Energy crisis and climate change have generated global demands for alternative non-fossil fuel sources. This has led to a rapid increase of investments in production of liquid biofuels based on agricultural feed stocks such as sugar cane. Most African governments see biofuels as a potential for increasing agricultural productivity and export incomes and thus strengthening their national economies, improving energy balances and rural employment. At the same time climate change may be addressed through reduction of green house gas emissions. There are, however, a number of uncertainties mounting that challenge this scenario.
Using in-depth African case studies this book addresses this knowledge gap by examining the impacts of large-scale biofuel production on African agriculture in regard to vital land outsourcing and food security issues. The surge for African biofuels has also opened space for private investors both domestic and external to multiply and network 'independently' of the state. The biofuel expansion thus generates new economic alliances and production relations, resulting in new forms of inclusions and exclusions within the rural population. An essential book for anyone wishing to understand the startling impact of biofuels and land outsourcing on Africa.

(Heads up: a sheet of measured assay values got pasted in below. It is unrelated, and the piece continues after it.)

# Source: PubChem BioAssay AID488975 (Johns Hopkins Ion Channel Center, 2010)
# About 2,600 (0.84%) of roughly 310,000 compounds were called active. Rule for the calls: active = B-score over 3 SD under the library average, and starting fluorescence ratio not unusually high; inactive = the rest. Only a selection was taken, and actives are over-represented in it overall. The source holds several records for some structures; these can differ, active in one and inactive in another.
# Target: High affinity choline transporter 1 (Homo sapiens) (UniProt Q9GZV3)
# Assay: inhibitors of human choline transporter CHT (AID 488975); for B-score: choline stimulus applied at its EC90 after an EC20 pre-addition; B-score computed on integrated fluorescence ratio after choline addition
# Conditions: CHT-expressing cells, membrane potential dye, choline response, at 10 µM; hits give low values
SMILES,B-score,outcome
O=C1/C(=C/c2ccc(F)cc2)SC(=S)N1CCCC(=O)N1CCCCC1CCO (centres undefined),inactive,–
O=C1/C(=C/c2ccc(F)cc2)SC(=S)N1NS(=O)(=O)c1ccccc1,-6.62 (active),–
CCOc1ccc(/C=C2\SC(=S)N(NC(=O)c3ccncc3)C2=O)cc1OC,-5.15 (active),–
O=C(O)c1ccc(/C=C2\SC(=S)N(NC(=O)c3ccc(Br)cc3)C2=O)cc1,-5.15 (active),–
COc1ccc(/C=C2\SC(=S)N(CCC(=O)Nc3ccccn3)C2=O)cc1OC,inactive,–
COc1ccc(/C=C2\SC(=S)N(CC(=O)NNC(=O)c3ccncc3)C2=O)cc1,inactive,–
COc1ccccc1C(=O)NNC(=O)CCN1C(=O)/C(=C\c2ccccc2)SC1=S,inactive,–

'This is a most welcome and timely addition to the growing literature on biofuels. It comprises an interesting mix of country (Zimbabwe, Tanzania, Ethiopia, Ghana) and broad studies, which raises serious concerns about the future of African smallholder farmers, usefully critiques the famous Brazilian biofuels 'success story', and makes a strong and surely unanswerable case for increased African intellectual engagement in this disturbing and highly dangerous field.' - Robin Palmer, Mokoro Ltd, Oxford, formerly Global Land Adviser, Oxfam GB 'A timely set of probes into one of Africa's burning issues. It assembles concrete findings of why and how the continent's land resources are being packaged in new forms and served up to outside corporations and sovereign funds to be used to meet the latest scarcities of fuel and food of developed and emerging countries - and how these processes are at the expense of food security in Africa and of the rights and livelihoods of its farmers' - Lionel Cliffe, Emeritus Professor, University of Leeds. 'Biofuels, Land Grabbing and Food Security in Africa' represents the most substantial collection of research to date on the implications of global investment for the local poor.' - Professor James Smith, University of Edinburgh
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